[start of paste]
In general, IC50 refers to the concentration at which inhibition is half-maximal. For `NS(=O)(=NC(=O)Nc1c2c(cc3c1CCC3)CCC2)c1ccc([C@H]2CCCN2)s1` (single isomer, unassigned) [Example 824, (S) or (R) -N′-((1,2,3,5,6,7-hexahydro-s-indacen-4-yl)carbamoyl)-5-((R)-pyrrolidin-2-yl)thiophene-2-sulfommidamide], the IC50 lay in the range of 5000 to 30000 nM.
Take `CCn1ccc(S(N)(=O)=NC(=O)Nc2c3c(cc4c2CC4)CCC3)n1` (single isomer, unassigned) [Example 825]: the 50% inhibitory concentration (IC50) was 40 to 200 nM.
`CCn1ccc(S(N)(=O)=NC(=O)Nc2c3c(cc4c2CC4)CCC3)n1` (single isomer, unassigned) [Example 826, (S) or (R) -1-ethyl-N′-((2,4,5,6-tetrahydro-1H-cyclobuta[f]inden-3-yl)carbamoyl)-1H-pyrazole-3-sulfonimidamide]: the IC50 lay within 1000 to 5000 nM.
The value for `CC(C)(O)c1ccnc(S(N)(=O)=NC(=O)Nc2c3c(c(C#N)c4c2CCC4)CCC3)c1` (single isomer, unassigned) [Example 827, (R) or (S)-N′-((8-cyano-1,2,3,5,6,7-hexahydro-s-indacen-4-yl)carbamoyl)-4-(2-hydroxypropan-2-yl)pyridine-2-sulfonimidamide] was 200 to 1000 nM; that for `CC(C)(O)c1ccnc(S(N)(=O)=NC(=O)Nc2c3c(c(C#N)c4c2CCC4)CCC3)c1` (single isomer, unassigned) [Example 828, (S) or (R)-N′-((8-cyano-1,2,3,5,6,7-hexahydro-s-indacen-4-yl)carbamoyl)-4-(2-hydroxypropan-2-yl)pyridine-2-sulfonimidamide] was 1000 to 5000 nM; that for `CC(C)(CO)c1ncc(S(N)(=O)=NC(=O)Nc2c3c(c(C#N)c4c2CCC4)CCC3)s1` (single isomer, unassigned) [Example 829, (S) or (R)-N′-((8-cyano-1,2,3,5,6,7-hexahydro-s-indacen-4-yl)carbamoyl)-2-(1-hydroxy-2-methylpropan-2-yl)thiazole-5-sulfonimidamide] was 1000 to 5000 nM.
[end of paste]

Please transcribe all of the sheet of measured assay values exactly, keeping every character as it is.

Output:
In general, IC50 refers to the concentration at which inhibition is half-maximal. For `NS(=O)(=NC(=O)Nc1c2c(cc3c1CCC3)CCC2)c1ccc([C@H]2CCCN2)s1` (single isomer, unassigned) [Example 824, (S) or (R) -N′-((1,2,3,5,6,7-hexahydro-s-indacen-4-yl)carbamoyl)-5-((R)-pyrrolidin-2-yl)thiophene-2-sulfommidamide], the IC50 lay in the range of 5000 to 30000 nM.
Take `CCn1ccc(S(N)(=O)=NC(=O)Nc2c3c(cc4c2CC4)CCC3)n1` (single isomer, unassigned) [Example 825]: the 50% inhibitory concentration (IC50) was 40 to 200 nM.
`CCn1ccc(S(N)(=O)=NC(=O)Nc2c3c(cc4c2CC4)CCC3)n1` (single isomer, unassigned) [Example 826, (S) or (R) -1-ethyl-N′-((2,4,5,6-tetrahydro-1H-cyclobuta[f]inden-3-yl)carbamoyl)-1H-pyrazole-3-sulfonimidamide]: the IC50 lay within 1000 to 5000 nM.
The value for `CC(C)(O)c1ccnc(S(N)(=O)=NC(=O)Nc2c3c(c(C#N)c4c2CCC4)CCC3)c1` (single isomer, unassigned) [Example 827, (R) or (S)-N′-((8-cyano-1,2,3,5,6,7-hexahydro-s-indacen-4-yl)carbamoyl)-4-(2-hydroxypropan-2-yl)pyridine-2-sulfonimidamide] was 200 to 1000 nM; that for `CC(C)(O)c1ccnc(S(N)(=O)=NC(=O)Nc2c3c(c(C#N)c4c2CCC4)CCC3)c1` (single isomer, unassigned) [Example 828, (S) or (R)-N′-((8-cyano-1,2,3,5,6,7-hexahydro-s-indacen-4-yl)carbamoyl)-4-(2-hydroxypropan-2-yl)pyridine-2-sulfonimidamide] was 1000 to 5000 nM; that for `CC(C)(CO)c1ncc(S(N)(=O)=NC(=O)Nc2c3c(c(C#N)c4c2CCC4)CCC3)s1` (single isomer, unassigned) [Example 829, (S) or (R)-N′-((8-cyano-1,2,3,5,6,7-hexahydro-s-indacen-4-yl)carbamoyl)-2-(1-hydroxy-2-methylpropan-2-yl)thiazole-5-sulfonimidamide] was 1000 to 5000 nM.